Groups

Strictly, a company only needs to report on its business and supply chains, and not those of other group companies. Where more than one company in a group is caught by the new requirements (in their own right), each is required to prepare a statement. The guidance confirms that a single statement may be used to cover companies in the same group but that the statement should be published on each company's website.

However, the guidance notes that if a subsidiary is "part of the parent company's supply chain or own business, the parent company's statement should cover any actions taken in relation to that subsidiary to prevent modern slavery". It also says that it is good practice to report on the activities of all subsidiaries whether or not they are caught, particularly for subsidiaries in a high-risk industry or location. Following this guidance, it seems that the application of the requirements to groups may be wider than might appear from the face of the MSA and the regulations.

Approval

The MSA requires a statement to be approved and signed by a company director, with comparable requirements for partnerships, LLPs and limited partnerships. The guidance is clear that not only should there be senior level approval and sign-off of statements, but that management need to engage with modern slavery issues and provide senior level accountability, leadership and responsibility.

Content of statements

Annex E of the guidance provides examples of potential information that may be included in a statement, together with examples of good practice and case studies. The guidance accepts that organisations will build on their statements year on year and that they will evolve, and improve, over time.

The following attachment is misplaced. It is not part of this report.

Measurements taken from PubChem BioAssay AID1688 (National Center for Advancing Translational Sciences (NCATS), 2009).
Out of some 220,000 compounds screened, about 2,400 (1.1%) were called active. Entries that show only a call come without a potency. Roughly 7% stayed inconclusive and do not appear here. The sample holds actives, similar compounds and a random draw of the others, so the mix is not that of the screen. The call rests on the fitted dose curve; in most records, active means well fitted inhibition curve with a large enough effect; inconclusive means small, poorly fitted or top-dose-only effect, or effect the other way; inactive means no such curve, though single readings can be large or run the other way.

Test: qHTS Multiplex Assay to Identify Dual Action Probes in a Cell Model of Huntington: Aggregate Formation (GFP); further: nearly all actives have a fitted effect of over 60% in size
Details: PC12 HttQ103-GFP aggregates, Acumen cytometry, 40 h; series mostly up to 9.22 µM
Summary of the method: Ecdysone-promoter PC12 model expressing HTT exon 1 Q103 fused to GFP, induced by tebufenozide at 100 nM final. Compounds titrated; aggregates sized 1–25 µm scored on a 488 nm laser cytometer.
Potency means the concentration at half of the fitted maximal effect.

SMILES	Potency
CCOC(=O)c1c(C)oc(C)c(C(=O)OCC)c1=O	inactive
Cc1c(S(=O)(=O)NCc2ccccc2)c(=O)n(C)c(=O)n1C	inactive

Both the MSA and the guidance make clear that it is not compulsory for an organisation to include any particular information in its statement, but the guidance emphasises that the statement must describe all the steps that the organisation has taken.

The guidance endorses the use of clear organisational policies and procedures, but says that this does not necessarily require a standalone modern slavery policy and that it may be possible to adapt existing policies and procedures. The statement should provide links to relevant publications, documents and policies.

The guidance sets out how organisations might approach business and supply chain due diligence, emphasising that procedures should be proportionate to the potential risks and to the level of influence that the organisation has, and that whilst greater efforts might be expected in relation to tier one direct suppliers, organisations should engage with lower tier indirect suppliers wherever possible. The guidance goes on to explain how the potential risks might be assessed, whether on a country, sector, transaction or business partnership basis.

Whilst the guidance suggests some measures that organisations could take, including supply chain audits and certifications, organisations may have expected more in terms of the practical steps that may be appropriate to take.

What should businesses be doing now?

The transitional period and guidance will be welcome, but for many businesses there will remain uncertainty as to the application and scope of the new requirements and, particularly for organisation in sectors and jurisdictions not seen as at high-risk of slavery, the practical measures that they should take to assess and manage modern slavery risks in their business and supply chains.

Although the guidance recognises that statements will be something of a work in progress, organisations likely to be affected will need to confirm to which entities the new requirements apply, and start assessing the relevant business activities and supply chains. Early preparation is essential to ensure that organisations will be in a position to publish a statement that will satisfy the expectations of shareholders, customers and other stakeholders.